You have a killer cover letter. You have a revamped resume. Now all you have to do is snag that ever-elusive job interview. Here are ways to make sure potential employers notice you and invite you in! Hint: It involves gaming some computer systems with your resume. It’s not cheating, it’s strategy!
1. Fill in resume gaps. If you’re dying for a job interview but had to take a year or two off work to attend to a sick parent, spend time with a new baby, or just travel the world, say so in your resume: “2012-2014: Took an extended maternity leave,” or “2013-2015: Cared for ill sibling, matter is now resolved.” If you don’t, hiring managers’ algorithms may pick up on a large gap and scrap your resume before anyone has a change to look at it with human eyes.
2. Sell out to keywords. There are few things I hate more than reading anything that was written to cater specifically to search engine optimization, but, well, that’s what gets clicks. That said, there’s a way to do this on your resume and still sound human. Look at the job listing. What words appear more than once? “Communication?” “Assistance?” “Management?” “Dog walking?” Whatever it is, sprinkle that within your submissions and play up those skills. Don’t worry about sounding repetitive—you can show off your personality and thesaurus skills with your cover letter. For now, you’re simply playing a numbers game.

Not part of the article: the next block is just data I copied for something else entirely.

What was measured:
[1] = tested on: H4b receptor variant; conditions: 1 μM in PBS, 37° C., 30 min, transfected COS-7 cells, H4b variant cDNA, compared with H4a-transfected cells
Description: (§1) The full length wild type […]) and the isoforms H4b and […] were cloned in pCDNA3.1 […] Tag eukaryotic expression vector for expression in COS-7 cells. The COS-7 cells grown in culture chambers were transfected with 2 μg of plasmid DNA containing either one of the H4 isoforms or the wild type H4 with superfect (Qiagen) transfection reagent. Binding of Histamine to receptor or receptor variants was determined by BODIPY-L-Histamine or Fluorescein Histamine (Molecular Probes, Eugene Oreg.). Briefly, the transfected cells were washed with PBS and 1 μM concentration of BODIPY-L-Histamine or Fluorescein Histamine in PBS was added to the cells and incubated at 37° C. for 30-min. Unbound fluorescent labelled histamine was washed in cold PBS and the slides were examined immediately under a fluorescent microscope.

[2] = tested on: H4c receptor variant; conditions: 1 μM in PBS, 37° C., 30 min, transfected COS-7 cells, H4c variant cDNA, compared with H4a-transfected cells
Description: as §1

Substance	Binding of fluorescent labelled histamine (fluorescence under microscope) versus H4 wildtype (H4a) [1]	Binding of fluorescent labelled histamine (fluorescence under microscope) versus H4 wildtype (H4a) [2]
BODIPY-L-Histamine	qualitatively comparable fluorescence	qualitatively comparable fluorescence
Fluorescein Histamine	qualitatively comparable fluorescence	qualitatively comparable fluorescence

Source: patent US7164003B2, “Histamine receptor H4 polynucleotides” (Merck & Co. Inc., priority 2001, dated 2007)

3. Make a promise on your resume. Once you’ve slayed the CPU, it’s time to woo the actual person who gets your resume when you’re done. Want to really lock down a job interview? Make a promise at the very top of your resume: “Ranked in the top 5 of the industry for three years,” for example, or “Increased sales by $100,000 in six months.” Whatever you tell them, though, make sure that you can back it up. What you basically want to do is take a key line or two from your cover letter and add it here. Keep it brief!
4. Show off your accomplishments, not your duties. “Selling bikinis” doesn’t sound as good as “Increased swimwear sales by 40 percent,” does it?
5. Use your performance appraisals to your advantage. Got an awesome annual review? Incorporate whatever was in it that impressed your current or previous boss to impress your potential new one.